The Lottery Symbolism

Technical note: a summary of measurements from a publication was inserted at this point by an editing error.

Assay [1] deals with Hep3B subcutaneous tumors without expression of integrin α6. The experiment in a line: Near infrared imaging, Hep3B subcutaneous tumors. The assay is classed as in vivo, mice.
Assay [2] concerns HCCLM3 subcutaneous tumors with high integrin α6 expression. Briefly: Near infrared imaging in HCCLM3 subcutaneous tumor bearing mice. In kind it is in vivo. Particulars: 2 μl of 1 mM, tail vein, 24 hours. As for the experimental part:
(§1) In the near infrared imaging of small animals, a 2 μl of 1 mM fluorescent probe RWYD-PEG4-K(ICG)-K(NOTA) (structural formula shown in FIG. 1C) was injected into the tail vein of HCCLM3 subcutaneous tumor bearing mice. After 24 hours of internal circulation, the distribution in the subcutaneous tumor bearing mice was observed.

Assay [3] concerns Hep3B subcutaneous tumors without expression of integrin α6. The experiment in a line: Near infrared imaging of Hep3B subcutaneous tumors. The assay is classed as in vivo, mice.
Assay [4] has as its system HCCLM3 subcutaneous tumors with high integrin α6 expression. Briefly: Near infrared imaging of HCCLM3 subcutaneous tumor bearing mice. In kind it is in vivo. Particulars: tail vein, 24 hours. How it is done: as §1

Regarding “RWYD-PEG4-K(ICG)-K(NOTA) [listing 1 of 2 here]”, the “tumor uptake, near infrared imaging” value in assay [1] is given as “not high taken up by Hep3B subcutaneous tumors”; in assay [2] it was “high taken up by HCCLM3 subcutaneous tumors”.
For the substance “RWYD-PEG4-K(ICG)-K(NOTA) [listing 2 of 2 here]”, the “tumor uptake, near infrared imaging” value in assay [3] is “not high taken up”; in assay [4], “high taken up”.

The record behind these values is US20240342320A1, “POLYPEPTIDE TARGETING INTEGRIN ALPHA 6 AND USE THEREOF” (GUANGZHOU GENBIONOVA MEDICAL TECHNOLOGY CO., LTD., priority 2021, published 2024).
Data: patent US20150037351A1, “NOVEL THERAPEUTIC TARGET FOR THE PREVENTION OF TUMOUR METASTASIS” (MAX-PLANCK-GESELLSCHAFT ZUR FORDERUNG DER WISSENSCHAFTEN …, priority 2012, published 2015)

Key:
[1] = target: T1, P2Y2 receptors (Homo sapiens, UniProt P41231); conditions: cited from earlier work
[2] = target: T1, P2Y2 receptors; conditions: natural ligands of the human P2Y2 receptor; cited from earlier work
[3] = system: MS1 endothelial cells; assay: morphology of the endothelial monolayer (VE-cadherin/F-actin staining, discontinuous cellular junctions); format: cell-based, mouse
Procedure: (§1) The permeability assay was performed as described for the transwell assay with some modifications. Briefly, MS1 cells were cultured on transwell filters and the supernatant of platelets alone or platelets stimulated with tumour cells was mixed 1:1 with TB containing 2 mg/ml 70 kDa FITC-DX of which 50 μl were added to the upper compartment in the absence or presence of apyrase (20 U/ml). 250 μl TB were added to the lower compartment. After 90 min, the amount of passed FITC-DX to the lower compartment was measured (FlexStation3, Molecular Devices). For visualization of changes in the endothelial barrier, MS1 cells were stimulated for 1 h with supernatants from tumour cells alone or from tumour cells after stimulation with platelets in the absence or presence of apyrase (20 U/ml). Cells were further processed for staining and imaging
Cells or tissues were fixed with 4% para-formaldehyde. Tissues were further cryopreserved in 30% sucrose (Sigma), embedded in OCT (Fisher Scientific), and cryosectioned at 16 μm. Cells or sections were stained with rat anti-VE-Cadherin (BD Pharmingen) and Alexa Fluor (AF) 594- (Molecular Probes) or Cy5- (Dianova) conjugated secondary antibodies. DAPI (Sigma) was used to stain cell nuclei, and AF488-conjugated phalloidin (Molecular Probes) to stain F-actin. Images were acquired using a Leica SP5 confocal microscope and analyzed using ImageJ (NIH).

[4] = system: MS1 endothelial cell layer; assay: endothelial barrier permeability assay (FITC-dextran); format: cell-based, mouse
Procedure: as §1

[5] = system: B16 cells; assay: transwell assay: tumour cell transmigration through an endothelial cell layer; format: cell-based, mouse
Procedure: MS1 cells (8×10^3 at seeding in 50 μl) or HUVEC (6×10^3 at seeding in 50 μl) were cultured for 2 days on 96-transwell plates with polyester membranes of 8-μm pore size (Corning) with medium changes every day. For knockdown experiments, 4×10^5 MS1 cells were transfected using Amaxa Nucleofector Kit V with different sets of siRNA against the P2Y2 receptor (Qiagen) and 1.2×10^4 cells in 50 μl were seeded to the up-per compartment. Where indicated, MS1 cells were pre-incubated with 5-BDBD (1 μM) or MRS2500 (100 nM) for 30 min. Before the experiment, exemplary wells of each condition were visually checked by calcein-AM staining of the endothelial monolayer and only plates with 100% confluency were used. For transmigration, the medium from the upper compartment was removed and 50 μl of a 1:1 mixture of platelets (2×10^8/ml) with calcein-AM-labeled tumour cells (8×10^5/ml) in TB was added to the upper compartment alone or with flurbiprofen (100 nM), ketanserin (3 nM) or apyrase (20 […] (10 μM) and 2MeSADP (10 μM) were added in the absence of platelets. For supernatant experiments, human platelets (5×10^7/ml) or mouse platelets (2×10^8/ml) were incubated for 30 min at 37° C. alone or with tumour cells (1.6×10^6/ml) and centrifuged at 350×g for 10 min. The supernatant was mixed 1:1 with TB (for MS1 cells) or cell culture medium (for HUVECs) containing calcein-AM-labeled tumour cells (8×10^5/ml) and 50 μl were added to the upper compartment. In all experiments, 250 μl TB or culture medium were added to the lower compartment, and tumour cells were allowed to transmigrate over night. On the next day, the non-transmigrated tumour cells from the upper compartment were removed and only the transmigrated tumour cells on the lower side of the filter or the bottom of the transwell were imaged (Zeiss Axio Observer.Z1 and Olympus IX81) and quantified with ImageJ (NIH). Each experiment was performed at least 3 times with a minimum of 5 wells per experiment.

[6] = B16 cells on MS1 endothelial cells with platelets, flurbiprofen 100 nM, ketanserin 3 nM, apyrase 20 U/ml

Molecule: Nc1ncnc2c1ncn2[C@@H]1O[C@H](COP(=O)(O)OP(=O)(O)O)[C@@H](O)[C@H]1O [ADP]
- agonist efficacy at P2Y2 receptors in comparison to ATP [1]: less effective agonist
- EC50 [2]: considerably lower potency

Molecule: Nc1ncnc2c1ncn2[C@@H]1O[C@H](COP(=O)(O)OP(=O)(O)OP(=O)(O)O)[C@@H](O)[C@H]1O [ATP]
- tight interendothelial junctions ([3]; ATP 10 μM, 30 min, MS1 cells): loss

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Jake Semanco Instructor Dave Mackinder English 1220 16 May 2014 “The Lottery” All over the world, people of different countries celebrate their own special traditions. In America, we also celebrate our special traditions including Christmas, Easter, Halloween, Thanksgiving, etc. Little do any of us know about the origins of those holidays in which we get together with our beloved families and have a wonderful time off school and/or work. We celebrate these times because they were taught to us by our parents and grew up celebrating them. For example, let’s look at Halloween. Halloween is a holiday that has its fair share of superstitious beliefs. “It began as a Celtic end-of-summer festival during which people felt especially close to deceased relatives and friends.” They believed that the transition between the fall and winter seasons was basically a bridge between the world of the living, and the world of the dead. (History of Halloween) There are also a lot of symbols that represent Halloween, the biggest symbol being Jack-o-Lantern’s. Most people do not know where the carving of Jack-o-Lantern’s came from either. The carving of Jack-o-Lantern’s go all the way back to an Irish myth about a man named “Stingy Jack”. Stingy Jack was a man who invited the Devil to have a drink with him on occasion. He played a trick on the Devil so the Devil could climb up a tree to grab a piece of fruit. While the Devil was up in the tree, Jack carved a sign of the cross into the tree bark that would not allow the Devil to come down unless the Devil agreed not to bother Jack for ten years. Jack died soon after. God would not allow Jack to get into Heaven and the Devil would not allow Jack to get into Hell. The Devil sent Jack off... ... middle of paper ... ...pson’s episode, and was made into a TV movie 50 years later after being published. “The Lottery” is Shirley Jackson’s most recognized piece of work, although she has written a couple of novels and even a children’s book (Shirleyjackson.org). Hopefully the children’s book does not have the same meaning like “The Lottery” does. From even the very title of the story until the very end of the story, symbolism and setting both play huge roles in developing the tones of detached, calm, and cynical throughout Shirley Jackson’s story. Her negative point of view about community traditions and rituals seems to become pretty clear to the reader towards the end of the story, or the stoning of Tess Hutchinson. Jackson seems to be right about how our society sticks to our thousand year old rituals without even having the slightest clue about from which they were originated.

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